What's the difference betwen perhaps and maybe?

I would like to know how to use them are theres alike? or just two differents words that can be used in the same way?
-1
votes
3answers
68 views

Trouble understanding the meaning of sentences with “unless” [closed]

I am having trouble understanding the meaning of sentences using unless. Here is an example: Unless I hear from you by 6pm Friday I will send the letters to main office. What does the above ...
3
votes
1answer
193 views

Why is the word “so” in the line, “To a ill-informed person I would have so answer yes,” shown in Italic to stress the word?

I am interested in the word, “so” in the following sentence in Jeffery Archer’s novel, “The Prodigal Daughter.” Florentina Kane who is the chairman of an international hotel empire she succeeded ...
1
vote
1answer
233 views

“Mistaken as” vs. “mistaken for”

I heard someone use the words mistaken as rather than mistaken for. Is this correct? If it is correct then what is the difference between the two? Is it ever wrong to use mistaken as, and if so, why? ...
2
votes
3answers
99 views

Is there a term for the phenomenon of adding more words to a sentence makes it less clear?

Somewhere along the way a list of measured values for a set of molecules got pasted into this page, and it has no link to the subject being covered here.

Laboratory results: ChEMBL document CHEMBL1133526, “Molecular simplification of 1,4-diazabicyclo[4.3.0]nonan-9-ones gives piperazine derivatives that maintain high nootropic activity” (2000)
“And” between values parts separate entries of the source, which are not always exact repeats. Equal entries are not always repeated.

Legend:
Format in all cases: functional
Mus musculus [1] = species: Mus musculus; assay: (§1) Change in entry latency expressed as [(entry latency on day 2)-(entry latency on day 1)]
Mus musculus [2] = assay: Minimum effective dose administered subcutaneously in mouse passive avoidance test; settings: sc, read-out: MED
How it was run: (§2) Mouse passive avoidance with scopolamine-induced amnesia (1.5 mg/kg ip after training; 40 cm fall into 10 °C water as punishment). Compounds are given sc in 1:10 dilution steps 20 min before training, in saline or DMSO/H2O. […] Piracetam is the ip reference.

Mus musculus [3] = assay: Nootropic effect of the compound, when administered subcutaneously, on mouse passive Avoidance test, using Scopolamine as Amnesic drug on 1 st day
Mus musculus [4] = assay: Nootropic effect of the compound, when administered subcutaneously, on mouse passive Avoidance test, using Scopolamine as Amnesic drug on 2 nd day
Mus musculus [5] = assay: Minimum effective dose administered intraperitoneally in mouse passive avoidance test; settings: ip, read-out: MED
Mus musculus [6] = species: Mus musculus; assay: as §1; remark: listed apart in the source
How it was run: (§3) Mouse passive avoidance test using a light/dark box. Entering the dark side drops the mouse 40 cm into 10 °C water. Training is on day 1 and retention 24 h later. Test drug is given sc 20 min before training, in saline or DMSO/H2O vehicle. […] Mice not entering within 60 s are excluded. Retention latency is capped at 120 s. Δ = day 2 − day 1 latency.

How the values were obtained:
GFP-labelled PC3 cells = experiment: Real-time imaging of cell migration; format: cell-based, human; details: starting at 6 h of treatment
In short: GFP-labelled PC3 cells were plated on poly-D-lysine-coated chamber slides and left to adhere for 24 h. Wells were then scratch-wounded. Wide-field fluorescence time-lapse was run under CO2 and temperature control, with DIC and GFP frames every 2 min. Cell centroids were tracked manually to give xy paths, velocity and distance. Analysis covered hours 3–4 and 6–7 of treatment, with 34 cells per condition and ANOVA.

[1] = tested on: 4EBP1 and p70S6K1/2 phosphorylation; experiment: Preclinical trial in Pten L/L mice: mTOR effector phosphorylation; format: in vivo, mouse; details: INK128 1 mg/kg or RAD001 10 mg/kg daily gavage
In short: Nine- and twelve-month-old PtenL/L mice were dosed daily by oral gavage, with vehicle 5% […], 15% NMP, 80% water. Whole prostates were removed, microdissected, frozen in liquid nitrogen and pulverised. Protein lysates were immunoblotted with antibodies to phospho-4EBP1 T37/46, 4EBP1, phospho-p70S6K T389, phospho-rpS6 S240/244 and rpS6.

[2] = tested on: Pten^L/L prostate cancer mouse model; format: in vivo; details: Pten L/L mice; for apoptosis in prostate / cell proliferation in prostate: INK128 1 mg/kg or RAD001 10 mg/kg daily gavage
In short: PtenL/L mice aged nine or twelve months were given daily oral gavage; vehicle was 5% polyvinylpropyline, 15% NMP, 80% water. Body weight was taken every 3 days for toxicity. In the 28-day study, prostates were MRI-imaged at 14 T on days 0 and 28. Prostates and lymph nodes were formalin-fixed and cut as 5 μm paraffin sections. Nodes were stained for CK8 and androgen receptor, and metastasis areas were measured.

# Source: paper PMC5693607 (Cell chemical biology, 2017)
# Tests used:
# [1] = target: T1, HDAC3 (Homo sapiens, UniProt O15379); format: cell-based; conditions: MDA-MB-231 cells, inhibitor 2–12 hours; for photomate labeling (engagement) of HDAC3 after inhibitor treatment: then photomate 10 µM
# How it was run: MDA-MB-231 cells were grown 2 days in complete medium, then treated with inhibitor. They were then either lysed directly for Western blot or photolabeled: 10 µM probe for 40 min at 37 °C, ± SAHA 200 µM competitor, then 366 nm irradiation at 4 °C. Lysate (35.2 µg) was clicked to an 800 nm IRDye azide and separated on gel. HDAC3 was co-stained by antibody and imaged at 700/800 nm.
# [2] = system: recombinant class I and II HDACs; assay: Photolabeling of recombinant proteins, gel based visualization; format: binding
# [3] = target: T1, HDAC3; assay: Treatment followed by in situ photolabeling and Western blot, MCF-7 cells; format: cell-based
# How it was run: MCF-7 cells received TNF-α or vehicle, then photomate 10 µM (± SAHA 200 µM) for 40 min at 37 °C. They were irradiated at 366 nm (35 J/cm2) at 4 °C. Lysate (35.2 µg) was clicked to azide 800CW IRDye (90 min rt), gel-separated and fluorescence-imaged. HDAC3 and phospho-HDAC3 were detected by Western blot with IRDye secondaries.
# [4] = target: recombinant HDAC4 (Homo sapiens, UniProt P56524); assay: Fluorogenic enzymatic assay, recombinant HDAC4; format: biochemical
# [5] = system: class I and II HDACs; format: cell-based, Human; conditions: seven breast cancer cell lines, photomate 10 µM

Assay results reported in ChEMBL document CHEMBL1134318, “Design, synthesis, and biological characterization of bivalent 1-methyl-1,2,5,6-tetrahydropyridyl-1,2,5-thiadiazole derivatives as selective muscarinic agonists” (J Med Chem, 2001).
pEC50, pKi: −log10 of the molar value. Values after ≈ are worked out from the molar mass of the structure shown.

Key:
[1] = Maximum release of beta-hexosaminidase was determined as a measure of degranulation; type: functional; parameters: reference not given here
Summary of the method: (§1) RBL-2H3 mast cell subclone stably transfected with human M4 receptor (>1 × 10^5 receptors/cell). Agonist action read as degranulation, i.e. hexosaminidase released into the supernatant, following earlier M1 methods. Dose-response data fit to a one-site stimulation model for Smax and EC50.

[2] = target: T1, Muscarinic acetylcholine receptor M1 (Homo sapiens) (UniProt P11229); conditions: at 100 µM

This article ends with "Judicial races in Washtenaw County are nonpartisan ...". This is technically accurate, but is also misleading (or is it?) as it implies races elsewhere (such as Wayne County) ...
1
vote
2answers
219 views

The use of “So X as to Y”

First of all, note that this is not a duplicate question of another one asking about the usage of so as to, since this one is asking about the structure of so . . . as to. . . . I understand this ...
0
votes
2answers
48 views

To One's Betrayal

I couldn't quite make out this segment in a long sentence: Dad at some celebration where the Comrade President pinned on him a medal for services to the Communists’ betrayal ; Dad in the book is an ...
4
votes
3answers